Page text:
Travelling to Europe for the First Time
If you are travelling to Europe for the first time, it can be overwhelming. There are so many amazing places, and so little time. Can you really afford it? Yes you can.
It comes down to making informed decisions about your flights, accommodations, and the way you get around. There are so many different ways to save money. Once you learn some tricks, your trip of a lifetime will start to become reality.
Before you know it, you will be sitting at an outdoor cafe, enjoying a fresh pastry and coffee, taking in the local vibe of a beautiful European neighbourhood.
How to Travel Europe Cheaply
“Our happiest moments as tourists always seem to come when we stumble upon one thing while in pursuit of something else.”
- Lawrence Block
Let's clarify. You aren't looking to travel Europe cheap, you are looking to travel smarter. You are a smart traveller. Who wants to stay at a cheap hotel or vacation home? Travelling smarter means knowing how to stretch your dollar.
What does saving €100 a night on a place to stay mean to you? That could be €100 you could spend on two or three train rides, or even the taking advantage of the Interflix bus deal of 5 Cities for €99. Renting a vacation home, not only can save you money vs a hotel, but you can cook meals saving money on food. There isn't one thing that will save you money on your trip. It's a learning about all the options available to you and making smart choices.
Europe doesn't have to be a once in a lifetime trip for you. I'll show you all the options which will help you see that you can plan that Europe trip you've dreamt of. A big part of it to be flexible and be spontaneous! There is so much to experience.
Best Time to go to Europe
The best time to go Europe can be determined by many factors. If you have specific plans like Oktoberfest in Munich or skiing in the Alps, well when you go is pretty much a given. If you are planning a general trip to Europe to go and experience a variety of things, then it can come down other factors.
June - August is always the most popular time to go to Europe. That's when most people take their holidays and kids are off school. Weather-wise it's the most optimal. That also means everyone else is going too. Bigger crowds, higher prices.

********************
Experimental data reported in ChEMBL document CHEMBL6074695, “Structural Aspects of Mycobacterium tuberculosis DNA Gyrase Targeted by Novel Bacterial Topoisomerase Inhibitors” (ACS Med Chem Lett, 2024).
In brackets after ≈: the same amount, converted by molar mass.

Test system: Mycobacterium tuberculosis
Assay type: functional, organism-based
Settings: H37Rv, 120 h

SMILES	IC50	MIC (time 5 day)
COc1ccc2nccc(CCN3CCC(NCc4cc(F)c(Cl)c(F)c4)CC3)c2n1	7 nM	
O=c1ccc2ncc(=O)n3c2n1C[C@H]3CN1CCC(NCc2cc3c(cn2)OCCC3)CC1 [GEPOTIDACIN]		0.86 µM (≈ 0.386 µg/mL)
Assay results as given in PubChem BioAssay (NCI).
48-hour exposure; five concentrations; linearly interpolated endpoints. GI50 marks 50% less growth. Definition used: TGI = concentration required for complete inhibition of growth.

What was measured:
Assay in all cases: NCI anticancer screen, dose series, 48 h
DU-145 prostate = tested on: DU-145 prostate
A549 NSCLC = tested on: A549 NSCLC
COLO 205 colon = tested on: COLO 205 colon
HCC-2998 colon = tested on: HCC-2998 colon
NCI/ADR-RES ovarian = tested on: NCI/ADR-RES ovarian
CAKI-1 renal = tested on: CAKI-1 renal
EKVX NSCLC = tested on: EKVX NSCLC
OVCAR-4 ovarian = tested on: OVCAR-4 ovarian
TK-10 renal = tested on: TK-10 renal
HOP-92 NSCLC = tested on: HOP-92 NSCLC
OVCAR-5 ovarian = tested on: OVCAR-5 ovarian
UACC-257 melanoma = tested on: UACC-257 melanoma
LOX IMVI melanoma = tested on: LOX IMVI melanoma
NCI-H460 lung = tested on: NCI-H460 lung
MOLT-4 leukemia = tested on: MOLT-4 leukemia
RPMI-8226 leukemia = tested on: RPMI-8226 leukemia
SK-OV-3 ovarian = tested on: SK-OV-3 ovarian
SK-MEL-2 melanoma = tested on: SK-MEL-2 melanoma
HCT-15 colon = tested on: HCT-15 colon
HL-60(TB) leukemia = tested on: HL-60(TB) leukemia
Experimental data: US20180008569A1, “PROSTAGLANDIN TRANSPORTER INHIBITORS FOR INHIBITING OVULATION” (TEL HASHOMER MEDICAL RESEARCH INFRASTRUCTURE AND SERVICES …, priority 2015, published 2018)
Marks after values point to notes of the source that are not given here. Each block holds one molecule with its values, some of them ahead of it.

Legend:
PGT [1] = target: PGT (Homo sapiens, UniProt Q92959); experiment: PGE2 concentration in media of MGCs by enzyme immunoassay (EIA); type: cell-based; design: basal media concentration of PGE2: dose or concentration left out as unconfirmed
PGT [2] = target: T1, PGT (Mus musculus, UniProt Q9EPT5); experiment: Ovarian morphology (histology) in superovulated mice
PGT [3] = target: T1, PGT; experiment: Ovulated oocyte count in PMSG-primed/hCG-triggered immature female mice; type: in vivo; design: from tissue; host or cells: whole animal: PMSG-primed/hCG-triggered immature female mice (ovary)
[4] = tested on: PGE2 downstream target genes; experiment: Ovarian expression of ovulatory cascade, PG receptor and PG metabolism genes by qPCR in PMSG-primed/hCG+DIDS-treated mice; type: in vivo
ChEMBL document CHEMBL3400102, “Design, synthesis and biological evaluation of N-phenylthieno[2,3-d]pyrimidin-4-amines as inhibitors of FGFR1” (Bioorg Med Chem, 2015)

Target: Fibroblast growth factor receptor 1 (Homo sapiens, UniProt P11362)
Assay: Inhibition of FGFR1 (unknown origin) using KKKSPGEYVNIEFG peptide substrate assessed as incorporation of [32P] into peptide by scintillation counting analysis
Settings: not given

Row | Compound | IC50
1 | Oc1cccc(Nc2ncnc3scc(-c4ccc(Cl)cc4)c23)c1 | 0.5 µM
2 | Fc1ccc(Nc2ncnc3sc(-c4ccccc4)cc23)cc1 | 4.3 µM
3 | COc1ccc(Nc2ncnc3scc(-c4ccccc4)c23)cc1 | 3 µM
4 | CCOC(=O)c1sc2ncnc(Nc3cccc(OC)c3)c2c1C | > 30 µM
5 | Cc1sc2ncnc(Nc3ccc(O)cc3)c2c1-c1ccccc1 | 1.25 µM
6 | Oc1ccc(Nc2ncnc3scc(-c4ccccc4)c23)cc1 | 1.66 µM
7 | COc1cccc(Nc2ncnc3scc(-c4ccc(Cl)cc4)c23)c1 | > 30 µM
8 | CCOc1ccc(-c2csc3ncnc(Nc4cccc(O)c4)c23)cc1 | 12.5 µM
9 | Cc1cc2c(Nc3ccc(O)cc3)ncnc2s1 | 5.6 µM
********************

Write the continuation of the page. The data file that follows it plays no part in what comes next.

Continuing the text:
April - June, and September - October the weather is actually quite nice, and there are a lot fewer tourists. Certain tourist attractions may not be open, so check before you go. These are often referred to as the "shoulder seasons".
November - March, the cheapest time to go to Europe is the winter months, and you could experience things like the Christmas markets that Germany is famous for or go snowboarding in the Alps. Some countries around the Mediterranean like Greece, Portugal, and many others still have beautiful weather in the winter. So don't rule out this time.
European Travel Seasons
I've enjoyed Europe in May and October many times. Not the prime tourist times, not the prime work vacation times. Still Europe. These times may turn a three-week trip into a four-week trip because you are saving some money.
Winter maybe changes your location and what you do. Why not try dog sledding in Scandinavia? Naples, Italy is on average 8.2C (46.7F) in January. That's a lot better than the -35C (-31F) my home city has in January.
If you are traveling to Europe for the first time, don't get caught up trying to see everything all in one trip. You'll drive yourself crazy. Pick a time that gives you the most amount of time you can afford to take.
The nice thing is, Europe is so compact that you can experience different countries and cultures in a small amount of space and time so take advantage!
The minimum amount of time I would recommend is two weeks in Europe. The ideal time would be three to four weeks.
Choosing Where to Go in Europe
There are so many places to visit in Europe. When you start planning your trip, you probably have your heart set on a country already. As you start researching that country or region, the internet will give you all the best places to visit in Europe. You might ask what are the best European cities to visit?
What I have found in my travels is, some of my favourite experiences were found by accident. Don’t be afraid to take a “wrong turn”. Honestly, I haven't been disappointed with any place I've visited. That being said, everyone has their own preference of what they want to see.
Europe can be expensive, but it doesn't have to be. Are you looking to travel on a budget? Then considered Eastern Europe. Countries like the Baltic countries, or Poland, Slovakia, Slovenia, and Hungary, the list goes on. They are, in my opinion, the hidden gems of Europe. They are less traveled than more popular western countries. They have stunning nature, and fantastic history and culture.
When I traveled to Lithuania, I rented a hotel room and paid $30 CAD a night. Food was also really cheap. Some people have apprehensions about going to these countries due to "safety concerns". How safe are these countries? Well according to the Global Peace Index, much safer than you would expect.
Western Europe has most of the countries and things we know, Paris, London, Berlin, Stockholm, Rome etc. The more popular it is, the more tourists you can expect, also meaning the cost will be higher to travel in these countries.
Western countries offer very efficient public transportation, great road systems, and much of the population speaks English.